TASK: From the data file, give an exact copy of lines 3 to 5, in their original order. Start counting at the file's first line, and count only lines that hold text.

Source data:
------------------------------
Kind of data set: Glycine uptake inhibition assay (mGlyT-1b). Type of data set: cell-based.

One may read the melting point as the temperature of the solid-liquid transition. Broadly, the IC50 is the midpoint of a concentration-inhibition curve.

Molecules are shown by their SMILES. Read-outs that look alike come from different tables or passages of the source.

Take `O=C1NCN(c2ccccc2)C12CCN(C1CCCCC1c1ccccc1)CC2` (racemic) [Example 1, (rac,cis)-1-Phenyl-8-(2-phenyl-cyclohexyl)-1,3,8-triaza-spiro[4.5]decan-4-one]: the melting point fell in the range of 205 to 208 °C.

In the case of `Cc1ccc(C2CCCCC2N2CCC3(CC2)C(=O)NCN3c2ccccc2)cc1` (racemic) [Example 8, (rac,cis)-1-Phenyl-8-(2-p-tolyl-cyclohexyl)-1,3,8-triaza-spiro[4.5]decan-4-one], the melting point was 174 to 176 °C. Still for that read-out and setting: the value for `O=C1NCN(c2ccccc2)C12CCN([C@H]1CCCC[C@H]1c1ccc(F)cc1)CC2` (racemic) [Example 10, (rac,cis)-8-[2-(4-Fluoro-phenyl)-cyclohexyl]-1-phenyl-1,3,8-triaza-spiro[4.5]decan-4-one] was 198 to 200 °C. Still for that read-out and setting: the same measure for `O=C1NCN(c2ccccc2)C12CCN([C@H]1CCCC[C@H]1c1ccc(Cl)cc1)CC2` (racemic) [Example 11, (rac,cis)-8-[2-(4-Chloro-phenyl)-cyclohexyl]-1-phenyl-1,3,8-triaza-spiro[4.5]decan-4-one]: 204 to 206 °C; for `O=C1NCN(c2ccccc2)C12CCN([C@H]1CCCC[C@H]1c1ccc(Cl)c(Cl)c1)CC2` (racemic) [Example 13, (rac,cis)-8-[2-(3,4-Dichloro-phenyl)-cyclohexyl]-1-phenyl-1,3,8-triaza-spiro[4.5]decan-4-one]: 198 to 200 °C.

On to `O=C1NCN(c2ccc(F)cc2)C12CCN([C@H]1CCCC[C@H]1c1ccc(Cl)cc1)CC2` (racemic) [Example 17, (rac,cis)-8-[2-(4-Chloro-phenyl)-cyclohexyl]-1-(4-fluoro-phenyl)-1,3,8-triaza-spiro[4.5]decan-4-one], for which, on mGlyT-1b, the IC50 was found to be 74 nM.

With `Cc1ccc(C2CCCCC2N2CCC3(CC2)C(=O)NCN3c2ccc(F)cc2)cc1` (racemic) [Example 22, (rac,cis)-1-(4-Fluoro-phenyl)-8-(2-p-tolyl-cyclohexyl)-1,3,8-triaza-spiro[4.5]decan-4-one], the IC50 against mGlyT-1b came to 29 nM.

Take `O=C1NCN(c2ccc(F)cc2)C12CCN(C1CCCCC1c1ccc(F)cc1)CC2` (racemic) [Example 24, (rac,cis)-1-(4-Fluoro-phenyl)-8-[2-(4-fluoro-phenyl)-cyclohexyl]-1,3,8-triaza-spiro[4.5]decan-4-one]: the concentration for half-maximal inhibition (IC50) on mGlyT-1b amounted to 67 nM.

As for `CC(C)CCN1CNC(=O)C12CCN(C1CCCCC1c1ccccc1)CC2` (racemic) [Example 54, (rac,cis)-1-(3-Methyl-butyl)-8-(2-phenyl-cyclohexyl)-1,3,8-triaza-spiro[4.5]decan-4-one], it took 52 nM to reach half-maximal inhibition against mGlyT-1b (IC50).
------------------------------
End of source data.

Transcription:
Molecules are shown by their SMILES. Read-outs that look alike come from different tables or passages of the source.

Take `O=C1NCN(c2ccccc2)C12CCN(C1CCCCC1c1ccccc1)CC2` (racemic) [Example 1, (rac,cis)-1-Phenyl-8-(2-phenyl-cyclohexyl)-1,3,8-triaza-spiro[4.5]decan-4-one]: the melting point fell in the range of 205 to 208 °C.

In the case of `Cc1ccc(C2CCCCC2N2CCC3(CC2)C(=O)NCN3c2ccccc2)cc1` (racemic) [Example 8, (rac,cis)-1-Phenyl-8-(2-p-tolyl-cyclohexyl)-1,3,8-triaza-spiro[4.5]decan-4-one], the melting point was 174 to 176 °C. Still for that read-out and setting: the value for `O=C1NCN(c2ccccc2)C12CCN([C@H]1CCCC[C@H]1c1ccc(F)cc1)CC2` (racemic) [Example 10, (rac,cis)-8-[2-(4-Fluoro-phenyl)-cyclohexyl]-1-phenyl-1,3,8-triaza-spiro[4.5]decan-4-one] was 198 to 200 °C. Still for that read-out and setting: the same measure for `O=C1NCN(c2ccccc2)C12CCN([C@H]1CCCC[C@H]1c1ccc(Cl)cc1)CC2` (racemic) [Example 11, (rac,cis)-8-[2-(4-Chloro-phenyl)-cyclohexyl]-1-phenyl-1,3,8-triaza-spiro[4.5]decan-4-one]: 204 to 206 °C; for `O=C1NCN(c2ccccc2)C12CCN([C@H]1CCCC[C@H]1c1ccc(Cl)c(Cl)c1)CC2` (racemic) [Example 13, (rac,cis)-8-[2-(3,4-Dichloro-phenyl)-cyclohexyl]-1-phenyl-1,3,8-triaza-spiro[4.5]decan-4-one]: 198 to 200 °C.